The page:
Lee Chang-keun was a bit too close to his heart with “Squid Game,” a Netflix survival drama that features desperate adults playing in children’s games to escape serious debt.
Since its September premiere, the show has been a huge hit worldwide and is now Netflix’s most popular series. It’s a hit at home where people are growing discontented about rising personal debt, declining job markets, and stark income inequalities that have been exacerbated by the financial crisis of the past 20 years.
Lee is a disillusioned autoworker who struggles with gambling and family problems, and sees a mirror of himself in Seong Gi-hun’s “Squid Game” dystopian nightmares.
Seong is beaten by gangster creditors and forced to sign off his organs as collateral. However, he receives an offer to participate in six traditional Korean children’s games for $38 million.
South Korean-produced, the show features Seong competing against hundreds of financially troubled players in a violent competition for the ultimate prize. Losers are killed at each round.
It raises troubling questions about the future of Asia’s richest economy. People who used to sing about the Miracle of the Han River now complain about “Hell Joseon”, a sarcastic reference about a hierarchical kingdom which ruled Korea prior to the 20th Century.
Lee, a worker at South Korea’s Ssangyong Motors, said that “some scenes were very difficult to watch.” He was one of 2,600 employees who lost their jobs when the carmaker cut him off in 2009 while filing for bankruptcy protection.
Lee and many other Ssangyong workers have returned to work after years of protests, court cases, and government intervention. However, it was not before a series of suicides among coworkers and relatives who were plunged into financial ruin.
Lee stated that “Squid Game” shows characters struggling to survive after being laid off from work. They are operating fried chicken restaurants or driving drunk people home in their cars. “It reminded me of my coworkers who had died.”
Lee stated that he and his coworkers struggled to find work, and were backlisted in other auto companies who considered them militant labor activists.
Korea University medical researchers found that at least 28 Ssangyong workers were killed by suicide or suffered from severe health conditions, according to a 2016 report. This includes those related to post-traumatic stress disorder.
“Squid Game,” one of many South Korean television shows that is inspired by South Korean economic woes, is one example. Its dark story of class and inequality has been compared to Bong Joon-ho’s Oscar-winning film “Parasite,” another pandemic-era smash with breathtaking visuals and violence that exposes the ugly side of South Korea’s economic success story.
Netflix tweeted Wednesday that “Squid Game”, its most popular original series, had reached 111 million viewers.
South Korea’s remarkable rebuilding after the destruction of the 1950-53 Korean War was spectacular. This includes Samsung’s rise to global tech giant and the enormous popularity of Kpop and movies that’s expanding outside of Asia. However, millions of South Koreans still struggle with the negative side of this rise.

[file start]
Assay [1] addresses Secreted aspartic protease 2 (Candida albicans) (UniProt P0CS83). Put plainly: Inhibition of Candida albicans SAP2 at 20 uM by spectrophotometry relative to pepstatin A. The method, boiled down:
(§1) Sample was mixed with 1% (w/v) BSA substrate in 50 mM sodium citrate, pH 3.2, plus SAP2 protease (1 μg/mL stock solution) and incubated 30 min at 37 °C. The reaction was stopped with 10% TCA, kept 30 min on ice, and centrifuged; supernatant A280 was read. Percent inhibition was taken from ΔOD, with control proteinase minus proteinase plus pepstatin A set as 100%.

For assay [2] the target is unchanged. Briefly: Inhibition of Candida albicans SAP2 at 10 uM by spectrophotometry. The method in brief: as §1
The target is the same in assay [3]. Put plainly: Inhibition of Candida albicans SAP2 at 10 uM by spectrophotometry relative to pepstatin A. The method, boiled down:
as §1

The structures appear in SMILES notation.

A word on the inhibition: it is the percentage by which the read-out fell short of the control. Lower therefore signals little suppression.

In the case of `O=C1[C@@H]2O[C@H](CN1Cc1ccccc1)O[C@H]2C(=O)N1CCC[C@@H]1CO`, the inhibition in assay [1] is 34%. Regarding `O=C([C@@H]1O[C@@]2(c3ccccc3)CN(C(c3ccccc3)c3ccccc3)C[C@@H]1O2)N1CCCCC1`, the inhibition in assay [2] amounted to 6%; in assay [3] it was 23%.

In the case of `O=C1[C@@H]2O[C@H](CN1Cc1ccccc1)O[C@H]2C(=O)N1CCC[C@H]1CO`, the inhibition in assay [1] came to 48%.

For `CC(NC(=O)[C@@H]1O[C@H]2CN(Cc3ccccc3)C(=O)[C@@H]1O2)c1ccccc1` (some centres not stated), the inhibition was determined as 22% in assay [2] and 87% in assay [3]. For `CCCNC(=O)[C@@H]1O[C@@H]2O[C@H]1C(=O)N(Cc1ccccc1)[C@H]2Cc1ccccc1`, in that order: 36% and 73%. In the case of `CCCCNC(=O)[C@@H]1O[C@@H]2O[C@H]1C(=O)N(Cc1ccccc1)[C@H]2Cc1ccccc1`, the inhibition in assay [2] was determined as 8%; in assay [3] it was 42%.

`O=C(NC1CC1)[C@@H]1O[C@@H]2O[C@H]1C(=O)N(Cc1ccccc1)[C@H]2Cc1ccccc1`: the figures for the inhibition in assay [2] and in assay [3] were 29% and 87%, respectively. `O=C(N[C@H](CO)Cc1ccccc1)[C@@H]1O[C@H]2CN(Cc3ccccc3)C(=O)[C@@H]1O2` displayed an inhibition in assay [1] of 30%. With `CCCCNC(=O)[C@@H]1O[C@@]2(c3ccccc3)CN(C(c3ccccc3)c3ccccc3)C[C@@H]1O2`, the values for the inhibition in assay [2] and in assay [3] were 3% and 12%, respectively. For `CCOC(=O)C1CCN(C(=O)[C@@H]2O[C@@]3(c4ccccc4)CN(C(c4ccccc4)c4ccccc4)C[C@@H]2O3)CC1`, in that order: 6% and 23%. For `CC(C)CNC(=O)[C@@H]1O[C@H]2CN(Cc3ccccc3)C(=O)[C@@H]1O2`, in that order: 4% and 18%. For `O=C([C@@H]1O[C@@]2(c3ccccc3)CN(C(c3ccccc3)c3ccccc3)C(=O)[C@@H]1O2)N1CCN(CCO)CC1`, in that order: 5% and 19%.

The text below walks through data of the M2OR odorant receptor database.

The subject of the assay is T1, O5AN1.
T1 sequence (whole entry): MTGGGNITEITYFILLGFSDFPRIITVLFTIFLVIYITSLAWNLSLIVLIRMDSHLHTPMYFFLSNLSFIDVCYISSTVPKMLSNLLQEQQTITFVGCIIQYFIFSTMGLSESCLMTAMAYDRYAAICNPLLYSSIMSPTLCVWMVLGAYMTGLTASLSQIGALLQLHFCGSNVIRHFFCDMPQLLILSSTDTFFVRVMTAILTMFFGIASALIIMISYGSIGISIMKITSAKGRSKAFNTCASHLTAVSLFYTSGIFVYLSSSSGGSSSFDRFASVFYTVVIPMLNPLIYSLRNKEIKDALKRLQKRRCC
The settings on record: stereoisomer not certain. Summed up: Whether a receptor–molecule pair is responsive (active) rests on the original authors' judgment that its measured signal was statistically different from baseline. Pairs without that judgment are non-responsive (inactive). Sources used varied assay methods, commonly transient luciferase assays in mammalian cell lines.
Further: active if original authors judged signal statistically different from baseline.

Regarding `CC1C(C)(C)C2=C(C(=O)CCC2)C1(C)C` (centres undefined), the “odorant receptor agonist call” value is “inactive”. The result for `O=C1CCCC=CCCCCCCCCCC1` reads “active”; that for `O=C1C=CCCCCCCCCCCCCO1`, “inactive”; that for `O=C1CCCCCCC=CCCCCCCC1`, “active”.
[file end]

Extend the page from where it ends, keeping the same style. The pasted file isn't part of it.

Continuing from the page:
“Class problems are serious everywhere in the world but it seems that South Korean directors, writers, and producers tackle the issue with greater boldness,” stated Im Sang-soo (a film director).
Seong’s problems in “Squid Game” are rooted in his dismissal ten years earlier from the Dragon Motors fictional, a nod towards Ssangyong which means “double Dragon.”
In 2009, hundreds of workers including Lee occupied the Ssangyong plant. They protested the layoffs. The riot police then dispersed them.
This violent standoff left many injured and was incorporated into the “Squid Game’ narrative. Seong recalls a Dragon colleague who was killed by strikebreakers. He organized fellow game participants to build barricades with dormitory-bed bunkers to stop more vicious opponents from attacking the competition.
In the end, it’s all about each person for themselves in a brutal battle royale among hundreds of people willing even to risk their lives in order to free themselves from the horror of insurmountable debts.
Other marginalized or crushed characters are featured in the show, such as Ali Abdul, a Pakistani factory worker with severed fingers who is not paid by his boss. This shows how Pakistan exploits the poorest of Asia’s workers while neglecting dangerous working conditions and wage theft.
Kang Sae-byeok is a pickpocketing North Korean refugee. She has lived a rough life and needs money to rescue her brother, who was in an orphanage, and to get her mother out of North Korea.
Many South Koreans are afraid of not being able to advance in a society with fewer good jobs and high housing prices. This has enticed many to borrow large amounts to gamble on risky financial investments, or cryptocurrencies.
At over 1,800 trillion dollars ($1.5 trillion), household debt now exceeds the country’s annual economic output. The country’s birth rate has fallen to a new record low due to difficult times. Couples who are struggling have stopped having children.
Squid Game’s worldwide success is not cause for celebration, Se-Jeoung Kim (a South Korean lawyer who is based in Poland) wrote in a Seoul Shinmun column.
She said, “Foreigners may come to you and say they too watched Squid Game with fascination and may also ask whether Ali’s situation could actually happen in a country as rich and neat as South Korea. And I would have nothing else to say.”
Kim Jeong-wook was another Ssangyong worker and spent months perched on top of a chimney at Ssangyong’s factory in 2015. He demanded that the company rehire the fired workers.
He said, “It was too traumatizing for me.”